I’m not sure that this song is all that memorable for me, but I love reading this about the band:

More a family than a band, the Minneapolis collective does everything with purpose, talent and conviction, from its environmentally conscious lifestyle — in which it self-produces and releases albums from its geothermal-powered organic farm — to its charitable efforts to its emotive, even cathartic songwriting.

The song is quite pretty–although I wonder if it would be more so in a fuller setting.  But as It ended, I found myself enjoying it and wanting to hear it again.  Someone asks if they should do another take.

Then, just as the song ended and the band members finally had a chance to view the majestic natural scenery around them — and as we prepared to record another take, just in case — the festival roared back to life. But for those few minutes, we were able to stop, breathe and take in the emotional significance of a moment of serenity. At which point Cloud Cult piled back into the van and rode off to its next gig.

[READ: April 7, 2016] “Indianapolis (Highway 74)”

This story was published in the New Yorker just eight weeks after the previous Sam Shepard story.  I had to look him up and it is the same Shepard who has been writing since forever.  But he is not especially known for his noir books.  His style has changed over the years although he does often write about rootless characters and absurdist ideas.

So this story is about a rootless character, “I’ve been crisscrossing the country again, without much reason.”  This character drives all over the place for long stretches of time.  On this particular night with a blizzard heading into town, he pulls into a Holiday Inn (more for its familiar green logo and predictability than anything else).

But when he asks for a room, they are booked.  There is some kind of hot rod convention in town–which he thinks is odd for the winter, but whatever.

The concierge tells him that there is one room that might be available–the people haven’t shown up and are going to call to confirm whether the weather will prevent them from showing up.

So he waits. (more…)

Read Full Post »

SOUNDTRACK: BRIAN BLADE AND THE FELLOWSHIP BAND-“Landmarks” (Field Recordings, August 14, 2014).

Here’s yet another Field Recording at the Newport Jazz Festival [Chorale For Horns And iPad App, In The Pouring Rain].

The 2014 Festival must have been a rainy one, because some of the other Recordings seem wet as well.  The blurb explains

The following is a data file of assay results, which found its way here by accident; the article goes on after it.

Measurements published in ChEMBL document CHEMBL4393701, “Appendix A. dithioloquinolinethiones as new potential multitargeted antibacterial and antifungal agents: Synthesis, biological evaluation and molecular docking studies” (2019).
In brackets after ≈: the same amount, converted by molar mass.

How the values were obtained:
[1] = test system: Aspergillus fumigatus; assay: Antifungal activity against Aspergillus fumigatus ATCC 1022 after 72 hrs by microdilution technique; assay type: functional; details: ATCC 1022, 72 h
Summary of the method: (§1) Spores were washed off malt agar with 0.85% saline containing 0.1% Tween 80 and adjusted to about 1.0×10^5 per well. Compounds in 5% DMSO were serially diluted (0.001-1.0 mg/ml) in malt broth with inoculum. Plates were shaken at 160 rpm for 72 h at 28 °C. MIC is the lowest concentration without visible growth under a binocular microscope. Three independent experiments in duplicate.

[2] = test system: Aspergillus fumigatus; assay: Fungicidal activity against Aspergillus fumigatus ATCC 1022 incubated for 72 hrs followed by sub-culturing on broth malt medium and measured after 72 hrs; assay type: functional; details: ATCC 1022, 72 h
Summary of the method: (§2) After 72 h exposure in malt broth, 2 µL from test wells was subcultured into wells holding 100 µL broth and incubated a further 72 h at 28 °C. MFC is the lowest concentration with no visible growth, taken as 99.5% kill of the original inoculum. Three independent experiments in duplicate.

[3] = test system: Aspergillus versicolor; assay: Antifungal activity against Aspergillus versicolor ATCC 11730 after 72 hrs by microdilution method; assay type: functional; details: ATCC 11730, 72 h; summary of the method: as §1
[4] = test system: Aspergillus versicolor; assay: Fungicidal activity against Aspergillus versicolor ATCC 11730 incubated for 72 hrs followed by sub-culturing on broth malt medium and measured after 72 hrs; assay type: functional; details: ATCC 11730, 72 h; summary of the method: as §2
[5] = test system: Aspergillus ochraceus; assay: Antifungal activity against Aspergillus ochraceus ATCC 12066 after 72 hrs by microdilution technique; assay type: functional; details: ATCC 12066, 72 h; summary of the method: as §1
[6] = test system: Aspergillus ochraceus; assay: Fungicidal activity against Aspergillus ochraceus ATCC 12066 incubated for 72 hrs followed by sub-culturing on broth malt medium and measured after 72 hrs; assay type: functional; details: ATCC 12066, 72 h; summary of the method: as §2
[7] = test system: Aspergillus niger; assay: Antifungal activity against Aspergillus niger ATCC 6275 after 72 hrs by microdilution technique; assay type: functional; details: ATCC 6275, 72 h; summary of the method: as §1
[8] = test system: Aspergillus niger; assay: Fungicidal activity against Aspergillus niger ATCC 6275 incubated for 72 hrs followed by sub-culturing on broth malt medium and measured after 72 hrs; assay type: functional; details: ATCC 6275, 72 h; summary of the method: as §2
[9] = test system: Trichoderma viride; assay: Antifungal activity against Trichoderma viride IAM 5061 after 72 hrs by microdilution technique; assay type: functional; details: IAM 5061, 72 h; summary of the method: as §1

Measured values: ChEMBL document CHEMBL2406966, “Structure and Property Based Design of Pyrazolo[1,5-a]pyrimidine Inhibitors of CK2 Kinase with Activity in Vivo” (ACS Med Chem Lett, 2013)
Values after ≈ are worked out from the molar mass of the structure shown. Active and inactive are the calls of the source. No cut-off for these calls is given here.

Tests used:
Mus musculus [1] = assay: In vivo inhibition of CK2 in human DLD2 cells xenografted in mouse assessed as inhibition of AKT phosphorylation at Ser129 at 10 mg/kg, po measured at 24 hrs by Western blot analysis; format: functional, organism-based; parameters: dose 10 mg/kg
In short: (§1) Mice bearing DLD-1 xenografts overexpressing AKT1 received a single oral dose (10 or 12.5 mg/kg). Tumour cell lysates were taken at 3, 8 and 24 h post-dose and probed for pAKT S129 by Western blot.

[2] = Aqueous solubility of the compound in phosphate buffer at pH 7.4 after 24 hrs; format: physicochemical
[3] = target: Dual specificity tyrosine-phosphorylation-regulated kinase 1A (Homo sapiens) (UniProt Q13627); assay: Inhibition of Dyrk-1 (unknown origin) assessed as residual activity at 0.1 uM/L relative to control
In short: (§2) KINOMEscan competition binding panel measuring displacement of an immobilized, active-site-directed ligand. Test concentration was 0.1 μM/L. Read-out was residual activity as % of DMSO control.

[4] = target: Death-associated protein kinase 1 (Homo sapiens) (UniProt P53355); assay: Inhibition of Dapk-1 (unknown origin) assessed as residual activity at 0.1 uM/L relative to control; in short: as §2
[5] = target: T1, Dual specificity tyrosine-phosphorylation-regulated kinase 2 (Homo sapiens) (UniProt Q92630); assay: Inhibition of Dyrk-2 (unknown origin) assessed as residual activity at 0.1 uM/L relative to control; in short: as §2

We had hoped to get the great drummer Brian Blade to give us a little private exhibition after his set at the Newport Jazz Festival this year. The weather, however, was proving much less generous than he and his band were. Early that morning, a steady all-day rain settled in over coastal Rhode Island, making it difficult to transport dry instruments anywhere. On top of that, a last-minute change to travel plans meant that Blade needed to get out of town quickly — to an airport over four hours away.

But he and the Fellowship Band — the group of guys Blade has been making music with for the better part of two decades or more — were game to figure out something for us. So we herded them into the shelter of a quiet tunnel in Fort Adams State Park.

Despite Blade being a drummer, they are unable to use drums or even bass.  So they decide to play a composition of the keyboardist.  Chris Thomas, the bassist, suggests that he could do an interpretive dance (but he does not).

As they get set up, Jon Cowherd starts tinkering on his iPad.  He gets a synth up and starts playing the opening to Van Halen;s “Jump” which gets everyone excited.  Then he starts playing a cool keyboard sound on the app and the two horns join in on the serene melody.

First Myron Walden starts playing the bass clarinet.  Then he is joined beautifully by Melvin Butler on soprano sax.  The song unfolds simply.  I love the way it just seems to grow and grow–slowly revealing more and more of itself.  But it’s over pretty quickly, with the notes fading in the tunnel.

So even though the featured performer, Brian Blades is not playing–and I still have never heard his drums, this was a nifty little piece.

[READ: April 17, 2016] “Land of the Living”

I had it in my head that Sam Shepard was a noir writer from the 1950s.

Well this story (and the surprising fact that the New Yorker published a second of his stories just a few weeks later) led to something entirely different.  This story is about a man who is going on vacation with his family.

It begins with a very funny exchange between the man and his wife,  She tells him, “It’s just amazing how friendly you become when you’re on Xanax”  And he agrees, “I feel this friendly person coming out in me and I wonder if maybe that’s my real nature.”

The family is currently waiting on a customs line in Cancun.  The heat is unbearable, especially since they have just come from Minnesota.

Their conversation is full of things that he says which she is surprised by: (more…)

Read Full Post »